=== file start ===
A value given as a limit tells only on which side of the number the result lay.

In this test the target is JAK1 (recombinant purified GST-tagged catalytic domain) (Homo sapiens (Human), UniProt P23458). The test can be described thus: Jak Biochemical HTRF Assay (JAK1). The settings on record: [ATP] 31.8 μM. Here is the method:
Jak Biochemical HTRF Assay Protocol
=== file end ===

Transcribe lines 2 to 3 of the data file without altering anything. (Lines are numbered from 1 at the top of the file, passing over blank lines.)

In this test the target is JAK1 (recombinant purified GST-tagged catalytic domain) (Homo sapiens (Human), UniProt P23458). The test can be described thus: Jak Biochemical HTRF Assay (JAK1). The settings on record: [ATP] 31.8 μM. Here is the method:
Jak Biochemical HTRF Assay Protocol